Between Bran and Rucar, stretching for 22.5km, there is a fairy tale space, with rustic settlements nestling along a pass flanked by the Piatra Craiului Mountains range on one side (Prince’s Stone – a 25 km narrow saw-like ridge with the highest peak at 2,238m) and the Bucegi Mountains on the other (highest peak at 2,505m).
Centuries ago, a trade road ran through the pass, linking Brasov (Transylvania) to Campulung (Vallachia).
The wooden houses of the locals are scattered over hills whose meadows are smelling of blackberries, wildstrawberries, freshly cut hay in summer and birch wood.
This is a region of knolls, ravines and hills, on which shepherds still graze their flock and make super yummy cheese. If you are a cheese lover, this is cheese paradise, anything from feta to smoked cheese, cheese wrapped in pine bark and a classic Romanian speciality of creamy soft mild unaged white cheese (queso blanco).
Bran is famous as an ancient pastoral settlement, where the influence of the transhumance can still be felt. On the last Saturday of September, the sheep are brought down from the mountains and returned to their owners, an event celebrated for 50 years.
While visiting Bran, you could learn the secrets of weaving, knitting and wood working, decorating eggs, make masks and puppets, paint icons on wood and glass.
The main attraction in Bran is the mediaeval castle, built in 1212 by the Teutonic knights.
Standing on a 60m crag, the castle has become synonymous with Vlad the Impaler (Dracula), although it had little to do with the historical figure.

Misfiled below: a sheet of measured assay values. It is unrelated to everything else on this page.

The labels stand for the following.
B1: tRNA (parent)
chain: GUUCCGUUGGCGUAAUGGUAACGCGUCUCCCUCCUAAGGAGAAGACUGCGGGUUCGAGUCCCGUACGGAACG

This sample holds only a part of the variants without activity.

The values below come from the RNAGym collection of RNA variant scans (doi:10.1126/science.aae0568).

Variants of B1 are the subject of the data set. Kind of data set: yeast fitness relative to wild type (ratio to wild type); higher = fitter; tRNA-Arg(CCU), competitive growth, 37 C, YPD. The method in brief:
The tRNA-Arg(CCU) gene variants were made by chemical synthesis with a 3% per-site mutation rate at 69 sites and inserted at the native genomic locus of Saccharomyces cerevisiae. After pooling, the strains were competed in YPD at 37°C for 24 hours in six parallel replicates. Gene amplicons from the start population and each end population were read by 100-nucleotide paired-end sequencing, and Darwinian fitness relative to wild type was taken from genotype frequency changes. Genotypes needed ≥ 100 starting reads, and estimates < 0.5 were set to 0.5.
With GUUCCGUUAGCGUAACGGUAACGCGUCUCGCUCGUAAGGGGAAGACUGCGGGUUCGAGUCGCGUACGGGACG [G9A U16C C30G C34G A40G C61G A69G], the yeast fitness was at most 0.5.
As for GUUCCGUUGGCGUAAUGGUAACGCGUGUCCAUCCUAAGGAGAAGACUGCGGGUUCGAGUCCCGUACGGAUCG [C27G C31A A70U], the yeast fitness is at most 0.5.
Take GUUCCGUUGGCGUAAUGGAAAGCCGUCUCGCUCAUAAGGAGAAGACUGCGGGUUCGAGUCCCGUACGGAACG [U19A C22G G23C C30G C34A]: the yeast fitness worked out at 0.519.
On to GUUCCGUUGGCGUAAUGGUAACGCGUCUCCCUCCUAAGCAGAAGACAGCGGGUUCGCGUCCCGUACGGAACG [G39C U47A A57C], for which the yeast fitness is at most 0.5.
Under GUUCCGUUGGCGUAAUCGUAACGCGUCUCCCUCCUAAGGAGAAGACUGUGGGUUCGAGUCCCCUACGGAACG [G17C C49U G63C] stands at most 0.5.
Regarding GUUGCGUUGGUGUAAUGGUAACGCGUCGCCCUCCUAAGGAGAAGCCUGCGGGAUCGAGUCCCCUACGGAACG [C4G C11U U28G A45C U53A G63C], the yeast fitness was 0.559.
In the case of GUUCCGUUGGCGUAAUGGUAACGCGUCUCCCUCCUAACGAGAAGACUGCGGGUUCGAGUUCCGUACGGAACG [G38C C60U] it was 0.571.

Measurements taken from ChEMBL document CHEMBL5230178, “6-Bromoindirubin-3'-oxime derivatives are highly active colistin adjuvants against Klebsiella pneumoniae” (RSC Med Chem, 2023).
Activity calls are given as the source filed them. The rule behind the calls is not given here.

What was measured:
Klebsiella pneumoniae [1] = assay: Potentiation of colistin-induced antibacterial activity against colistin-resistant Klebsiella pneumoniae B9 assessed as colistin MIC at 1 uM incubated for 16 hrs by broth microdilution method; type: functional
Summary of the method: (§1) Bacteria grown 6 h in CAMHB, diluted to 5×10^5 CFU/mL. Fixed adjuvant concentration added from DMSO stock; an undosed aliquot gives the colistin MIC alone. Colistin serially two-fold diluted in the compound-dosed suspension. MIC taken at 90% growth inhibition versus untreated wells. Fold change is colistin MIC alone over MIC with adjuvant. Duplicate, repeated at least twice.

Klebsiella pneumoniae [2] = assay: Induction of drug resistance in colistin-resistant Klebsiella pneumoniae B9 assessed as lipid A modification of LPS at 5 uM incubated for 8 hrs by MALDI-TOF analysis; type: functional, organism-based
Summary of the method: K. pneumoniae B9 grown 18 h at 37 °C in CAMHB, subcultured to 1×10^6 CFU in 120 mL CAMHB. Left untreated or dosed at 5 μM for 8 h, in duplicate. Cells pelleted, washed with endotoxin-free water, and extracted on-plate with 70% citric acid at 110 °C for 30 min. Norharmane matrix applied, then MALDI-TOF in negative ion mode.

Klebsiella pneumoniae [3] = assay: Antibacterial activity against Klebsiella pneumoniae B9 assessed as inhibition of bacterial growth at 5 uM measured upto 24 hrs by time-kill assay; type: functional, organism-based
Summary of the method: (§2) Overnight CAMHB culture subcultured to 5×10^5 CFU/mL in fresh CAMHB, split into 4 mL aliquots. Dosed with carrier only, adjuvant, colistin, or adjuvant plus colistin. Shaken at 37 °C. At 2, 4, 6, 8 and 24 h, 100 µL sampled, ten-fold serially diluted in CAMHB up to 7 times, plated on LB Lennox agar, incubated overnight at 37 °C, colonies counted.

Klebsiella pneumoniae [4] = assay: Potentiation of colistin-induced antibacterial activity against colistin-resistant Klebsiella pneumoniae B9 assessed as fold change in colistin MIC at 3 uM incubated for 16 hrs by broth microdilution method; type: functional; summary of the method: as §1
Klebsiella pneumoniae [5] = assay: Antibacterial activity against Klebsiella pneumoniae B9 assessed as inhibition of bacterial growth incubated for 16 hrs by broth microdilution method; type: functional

From Bran you can set out to Zarnesti(20km), the gateway to Piatra Craiului Mountains, the most spectacular massif in the Carpathians – a limestone crest stretching for 25 km from Zarnesti to Podu Dambovitei. There are numerous karst formations, approximately 160 caves and 23 gorges. Several tracks can take you up and the climb is completely worth it.
Of course, everyone wants to see Bran above all. However, there are plenty villages with less known names that are competing with the renowned mountain resort. Moeciu de Sus, Simon, Pestera,Fundata, Fundatica, Podu Dambovitei si Dambovicioara have been able to preserveunaltered their rustic charm, in spite of the tourism boom.
Gradistea Gorge is not to be missed. Rent a bike or drive to the Gradistea Gorge – Fundata Tourist Complex and you can have one of your best meals ever, while enjoying the cool fresh air.
Late July you can go the summer market in Moeciu de Jos (4km from Bran) and also visit the 160m long ‘’Bat’’ cave in Pestera village.
Fundata, near the Giuvala Pass, 1270m above sea level, is the highest settlement in the area. A pastoral festival is celebrated every year, at the end of August.
If you go in winter, don’t miss out the sleigh ride.
From Fundata, the road heads south-westinto Arges county, crossing a depression where a small settlement can befound. It then leads over Sasului Hill (site of the famous Piatra Craiului Inn) to the touristic village Podu Dambovitei. The village is named after the bridge over the Dambovita river, built in 1711.
A road links Podu Dambovitei to Dambovicioara. For 2 km you will pass through the spectacular Dambovicioara Gorge, whose sheer walls soar to 100-150m, gouging the limestone massif of south – eastern Piatra Craiului.
Further on, at an altitude of 861m, sits DambovicioaraCave, with two galleries of 244m length, where you will be guided by children from the local school.
Rucar is the other end of the old trade route that linked Transylvania to Wallachia in the Middle Ages. An old custom point, the village has got whitewashed houses, with porches as long as the façade of the house.